Have you been wondering if the reports provided by Google Analytics are providing you with good and accurate data? Do you wonder if the insights you take away from the reports are failing because of execution or the precision of the data? Or are you planning to incorporate multi-channel attributions and merge your online and offline actions? In this blog, we’ll show you how to test and evaluate the quality of your current Google Analytics account.
For this evaluation, we will use Google Data Studio and a template I’ve created to guide us through. Don’t worry if you’ve never used Data Studio before, this template and guide will provide you with everything you need. If you can mouse over and click, you’re in good shape to use this evaluation. Just make sure you login to Data Studio with the same email login you use for Google Analytics.
1. Click on this link that will take you to a Data Studio dashboard
2. Click on the copy button on the top right-hand side of the page
3. You will be prompted to select a New Data Source. Make sure you are logged into your Google Analytics account. Click on the drop-down arrow and click on “Create New Data Source”.
4. Next, you will click on “Google Analytics”, and authorize Data Studio to connect to your Google Analytics account(s).
5. From there you can click on the preferred Google Analytics Account, Property, and View you wish to analyze. If you have multiple accounts under the same login, you only need to do this once.
6. Once you’ve made your selections, you will click on “Connect” at the top right-hand side.
7. Now all of your data will be showing up on the dashboard. If you wish to select a different property or view, simply click on the filter drop-down on the top left-hand corner of the dashboard.
Auditing your Data
Now that you’ve set up your dashboard, you can start the audit! For the first four boxes, mark it a 5 if you are seeing significant page views for each portion, and between 1 and 4 depending on the amount of traffic and number of dimensions (hostnames, pages, sources, campaigns).
The first step is to look at the hostnames that are sending data to your property. Take a look to see if anything looks out of place. If there’s a domain that looks off, you need to investigate why your account is getting hits from the site. You might need to adjust or add filters to make sure your data is clean and only coming from your domain.
Query String Clutter
Next, you will look at query string clutter, where you can see if your pages are showing meaningless parameters. This will affect the way you look at aggregated data. For example, if you want to see how your products and services page is performing, having these parameters that are appended to the URL will see the single page as multiple pages.
https://www.example.com/products-services?vid=12345 and https://www.example.com/products-services?vid=12346 won’t be the same as looking at just the /products-services page. This will mark it as 2 separate pages.
Of course, you can build out content grouping to look at your aggregated data, but with a quick fix, you can eliminate these parameters from your URLs.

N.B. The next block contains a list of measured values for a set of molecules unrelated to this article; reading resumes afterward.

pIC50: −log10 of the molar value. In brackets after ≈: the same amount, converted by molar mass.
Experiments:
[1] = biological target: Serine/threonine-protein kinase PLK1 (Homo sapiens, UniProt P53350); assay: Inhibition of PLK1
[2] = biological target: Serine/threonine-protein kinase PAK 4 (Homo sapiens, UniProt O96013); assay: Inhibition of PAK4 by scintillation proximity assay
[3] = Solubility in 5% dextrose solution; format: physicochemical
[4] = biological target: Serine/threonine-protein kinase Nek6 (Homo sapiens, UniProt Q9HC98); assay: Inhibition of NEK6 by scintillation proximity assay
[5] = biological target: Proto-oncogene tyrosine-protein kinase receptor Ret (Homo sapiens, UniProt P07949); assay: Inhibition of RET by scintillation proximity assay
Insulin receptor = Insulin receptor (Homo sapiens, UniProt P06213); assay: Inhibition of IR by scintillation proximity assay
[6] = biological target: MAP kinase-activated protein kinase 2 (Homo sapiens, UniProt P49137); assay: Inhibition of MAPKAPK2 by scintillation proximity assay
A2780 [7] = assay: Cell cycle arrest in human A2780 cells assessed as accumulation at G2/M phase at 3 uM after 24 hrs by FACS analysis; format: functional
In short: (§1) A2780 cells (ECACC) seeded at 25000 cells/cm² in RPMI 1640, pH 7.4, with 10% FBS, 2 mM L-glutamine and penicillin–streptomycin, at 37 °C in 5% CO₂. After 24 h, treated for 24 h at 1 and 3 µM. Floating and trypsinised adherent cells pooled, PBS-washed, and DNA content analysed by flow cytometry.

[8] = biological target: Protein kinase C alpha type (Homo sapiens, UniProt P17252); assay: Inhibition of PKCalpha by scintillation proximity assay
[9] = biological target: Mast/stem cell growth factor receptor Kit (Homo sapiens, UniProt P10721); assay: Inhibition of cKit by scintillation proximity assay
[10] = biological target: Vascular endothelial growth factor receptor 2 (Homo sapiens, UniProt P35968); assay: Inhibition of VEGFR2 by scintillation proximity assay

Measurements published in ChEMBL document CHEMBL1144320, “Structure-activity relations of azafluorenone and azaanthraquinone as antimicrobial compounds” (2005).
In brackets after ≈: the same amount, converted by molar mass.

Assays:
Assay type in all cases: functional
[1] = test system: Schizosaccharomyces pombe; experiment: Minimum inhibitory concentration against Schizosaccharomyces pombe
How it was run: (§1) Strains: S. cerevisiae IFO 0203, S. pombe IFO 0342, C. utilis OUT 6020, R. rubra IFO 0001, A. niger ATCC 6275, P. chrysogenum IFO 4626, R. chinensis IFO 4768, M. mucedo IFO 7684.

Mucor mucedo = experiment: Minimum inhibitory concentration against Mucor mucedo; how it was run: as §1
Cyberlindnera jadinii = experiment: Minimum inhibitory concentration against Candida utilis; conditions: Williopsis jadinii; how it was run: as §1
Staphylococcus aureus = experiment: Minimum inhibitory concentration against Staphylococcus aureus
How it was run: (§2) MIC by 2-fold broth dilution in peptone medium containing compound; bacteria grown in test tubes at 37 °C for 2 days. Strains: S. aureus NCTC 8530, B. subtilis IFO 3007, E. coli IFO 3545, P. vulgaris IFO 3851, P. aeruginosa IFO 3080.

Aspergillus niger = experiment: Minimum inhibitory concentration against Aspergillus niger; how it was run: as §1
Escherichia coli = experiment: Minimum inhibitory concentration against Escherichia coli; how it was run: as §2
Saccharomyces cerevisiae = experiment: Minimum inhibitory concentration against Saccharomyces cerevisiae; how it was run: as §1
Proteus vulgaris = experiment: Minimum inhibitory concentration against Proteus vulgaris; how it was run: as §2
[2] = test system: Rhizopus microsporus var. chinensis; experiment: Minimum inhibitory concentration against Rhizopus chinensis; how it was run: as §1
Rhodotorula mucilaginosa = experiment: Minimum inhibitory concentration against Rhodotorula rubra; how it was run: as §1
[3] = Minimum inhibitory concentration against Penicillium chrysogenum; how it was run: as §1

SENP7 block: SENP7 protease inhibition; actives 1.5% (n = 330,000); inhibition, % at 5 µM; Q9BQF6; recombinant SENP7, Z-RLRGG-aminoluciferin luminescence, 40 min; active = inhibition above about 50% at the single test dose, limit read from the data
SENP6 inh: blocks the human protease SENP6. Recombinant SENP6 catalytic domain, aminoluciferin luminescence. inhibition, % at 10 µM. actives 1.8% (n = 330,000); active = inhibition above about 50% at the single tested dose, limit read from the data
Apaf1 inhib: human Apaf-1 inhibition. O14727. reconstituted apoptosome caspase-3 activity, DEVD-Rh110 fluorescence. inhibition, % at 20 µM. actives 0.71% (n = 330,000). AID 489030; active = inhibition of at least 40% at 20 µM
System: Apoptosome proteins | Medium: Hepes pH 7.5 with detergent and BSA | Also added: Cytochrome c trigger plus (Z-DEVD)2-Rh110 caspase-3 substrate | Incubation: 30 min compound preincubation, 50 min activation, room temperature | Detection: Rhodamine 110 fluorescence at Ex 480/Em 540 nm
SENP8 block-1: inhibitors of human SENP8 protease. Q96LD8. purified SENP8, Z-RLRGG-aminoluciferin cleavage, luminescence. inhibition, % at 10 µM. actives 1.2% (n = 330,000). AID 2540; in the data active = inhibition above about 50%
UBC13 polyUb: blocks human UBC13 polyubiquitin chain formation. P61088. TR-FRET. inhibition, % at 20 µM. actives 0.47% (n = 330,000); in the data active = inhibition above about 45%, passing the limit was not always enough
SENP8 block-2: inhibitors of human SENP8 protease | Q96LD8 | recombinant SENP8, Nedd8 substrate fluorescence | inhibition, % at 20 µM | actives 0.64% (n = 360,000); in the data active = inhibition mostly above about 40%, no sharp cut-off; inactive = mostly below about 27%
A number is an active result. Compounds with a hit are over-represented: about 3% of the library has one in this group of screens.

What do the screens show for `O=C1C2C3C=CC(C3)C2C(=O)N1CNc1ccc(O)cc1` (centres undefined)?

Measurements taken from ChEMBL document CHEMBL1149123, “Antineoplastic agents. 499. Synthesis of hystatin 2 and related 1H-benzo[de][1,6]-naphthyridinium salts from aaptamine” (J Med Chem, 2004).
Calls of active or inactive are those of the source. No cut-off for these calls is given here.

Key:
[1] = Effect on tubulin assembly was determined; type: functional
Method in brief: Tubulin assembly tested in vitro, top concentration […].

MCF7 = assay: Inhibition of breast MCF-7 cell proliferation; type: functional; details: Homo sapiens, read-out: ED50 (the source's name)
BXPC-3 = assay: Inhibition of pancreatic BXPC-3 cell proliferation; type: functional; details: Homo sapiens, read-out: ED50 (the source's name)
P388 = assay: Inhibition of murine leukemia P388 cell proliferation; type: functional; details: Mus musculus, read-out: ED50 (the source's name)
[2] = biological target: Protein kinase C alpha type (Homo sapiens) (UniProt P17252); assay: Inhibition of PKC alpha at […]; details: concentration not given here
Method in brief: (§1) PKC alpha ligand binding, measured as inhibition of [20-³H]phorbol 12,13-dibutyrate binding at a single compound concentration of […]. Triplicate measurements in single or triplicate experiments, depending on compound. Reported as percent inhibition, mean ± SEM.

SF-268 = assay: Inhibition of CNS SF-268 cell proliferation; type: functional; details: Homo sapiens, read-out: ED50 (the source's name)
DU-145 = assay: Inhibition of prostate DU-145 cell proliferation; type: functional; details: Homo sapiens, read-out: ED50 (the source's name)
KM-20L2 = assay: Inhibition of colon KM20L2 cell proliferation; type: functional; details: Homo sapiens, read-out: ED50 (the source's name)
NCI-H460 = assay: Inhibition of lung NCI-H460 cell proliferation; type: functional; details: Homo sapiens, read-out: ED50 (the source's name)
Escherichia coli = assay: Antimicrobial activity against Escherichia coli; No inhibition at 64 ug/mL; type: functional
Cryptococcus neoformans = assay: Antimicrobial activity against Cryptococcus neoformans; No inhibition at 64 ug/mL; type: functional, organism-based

The third box shows all the sources coming in from referrals. This is a quick and dirty way to look to see if you have an issue with cross-domain tracking, referral exclusions, missing tracking, and any spam that may be hitting your site. If any of these sources look out of place to you, then it’s time to do a deep dive into what the issues might be. Adjusting your settings and/or adding filters will help fix this problem.
Box number four shows everything that’s being categorized as “Other” on your default channel groupings. If you are seeing sources/mediums that belong in a different channel, then you have an attribution problem. To fix this issue, you might want to look at your parameters when creating Urchin Tracking Modules (UTMs) or adjust the channel groupings to match your naming conventions.
In the second-to-last box, you will want to see if you’re collecting any personally Identifiable Information (PII). If you are, you run the risk of Google deleting your GA account. There are various steps that need to be taken which are customized on your situation. Getting in front of this issue sooner rather than later is the best way to plan for a worst-case scenario. If you are seeing any PII passed through the URL, you should mark it at 15 points, which means you need to take immediate action to correct this issue.
The last box is really a preference and a gut check to make sure your events are being organized in a way to efficiently analyze your data. If you see anything that needs to be adjusted, this is the time to revisit your naming conventions.
Now is the time to tally up your points from the six boxes. If you’ve accumulated more than 10 points, then there may be an issue with your data integrity and protocols, and you need to take immediate action to correct this. If you scored a 5 on boxes one through five, then you need to correct those individual issues that are corrupting your data.
This evaluation test is by no means a complete evaluation of your Google Analytics account. It is an accurate guideline that should signal if a professional analysis and data strategy are needed. You can conduct a deeper audit into your analytics by following the steps of this blog.